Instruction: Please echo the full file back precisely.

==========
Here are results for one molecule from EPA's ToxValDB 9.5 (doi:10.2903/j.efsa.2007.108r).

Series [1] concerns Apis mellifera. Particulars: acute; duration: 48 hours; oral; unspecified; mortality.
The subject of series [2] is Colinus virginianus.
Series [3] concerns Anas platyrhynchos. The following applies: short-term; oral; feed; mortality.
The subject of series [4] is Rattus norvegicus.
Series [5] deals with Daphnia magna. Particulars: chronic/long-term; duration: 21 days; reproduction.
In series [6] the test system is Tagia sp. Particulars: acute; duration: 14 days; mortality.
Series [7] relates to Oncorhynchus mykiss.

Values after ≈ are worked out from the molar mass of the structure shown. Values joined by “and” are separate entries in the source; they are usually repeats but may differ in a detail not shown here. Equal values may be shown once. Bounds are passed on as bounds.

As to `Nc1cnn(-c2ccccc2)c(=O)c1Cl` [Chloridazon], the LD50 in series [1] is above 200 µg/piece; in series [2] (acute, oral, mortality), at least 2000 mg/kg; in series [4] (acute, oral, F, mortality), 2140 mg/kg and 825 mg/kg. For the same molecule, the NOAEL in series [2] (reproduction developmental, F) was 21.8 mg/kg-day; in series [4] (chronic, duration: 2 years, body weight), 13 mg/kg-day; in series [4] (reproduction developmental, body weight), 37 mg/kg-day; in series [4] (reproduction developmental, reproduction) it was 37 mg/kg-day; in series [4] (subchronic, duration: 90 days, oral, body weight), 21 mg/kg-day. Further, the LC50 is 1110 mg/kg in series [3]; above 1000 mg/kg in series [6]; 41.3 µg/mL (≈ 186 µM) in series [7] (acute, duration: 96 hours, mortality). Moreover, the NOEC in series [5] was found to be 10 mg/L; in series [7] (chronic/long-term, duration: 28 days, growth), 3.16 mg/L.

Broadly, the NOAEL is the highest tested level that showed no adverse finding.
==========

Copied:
Here are results for one molecule from EPA's ToxValDB 9.5 (doi:10.2903/j.efsa.2007.108r).

Series [1] concerns Apis mellifera. Particulars: acute; duration: 48 hours; oral; unspecified; mortality.
The subject of series [2] is Colinus virginianus.
Series [3] concerns Anas platyrhynchos. The following applies: short-term; oral; feed; mortality.
The subject of series [4] is Rattus norvegicus.
Series [5] deals with Daphnia magna. Particulars: chronic/long-term; duration: 21 days; reproduction.
In series [6] the test system is Tagia sp. Particulars: acute; duration: 14 days; mortality.
Series [7] relates to Oncorhynchus mykiss.

Values after ≈ are worked out from the molar mass of the structure shown. Values joined by “and” are separate entries in the source; they are usually repeats but may differ in a detail not shown here. Equal values may be shown once. Bounds are passed on as bounds.

As to `Nc1cnn(-c2ccccc2)c(=O)c1Cl` [Chloridazon], the LD50 in series [1] is above 200 µg/piece; in series [2] (acute, oral, mortality), at least 2000 mg/kg; in series [4] (acute, oral, F, mortality), 2140 mg/kg and 825 mg/kg. For the same molecule, the NOAEL in series [2] (reproduction developmental, F) was 21.8 mg/kg-day; in series [4] (chronic, duration: 2 years, body weight), 13 mg/kg-day; in series [4] (reproduction developmental, body weight), 37 mg/kg-day; in series [4] (reproduction developmental, reproduction) it was 37 mg/kg-day; in series [4] (subchronic, duration: 90 days, oral, body weight), 21 mg/kg-day. Further, the LC50 is 1110 mg/kg in series [3]; above 1000 mg/kg in series [6]; 41.3 µg/mL (≈ 186 µM) in series [7] (acute, duration: 96 hours, mortality). Moreover, the NOEC in series [5] was found to be 10 mg/L; in series [7] (chronic/long-term, duration: 28 days, growth), 3.16 mg/L.

Broadly, the NOAEL is the highest tested level that showed no adverse finding.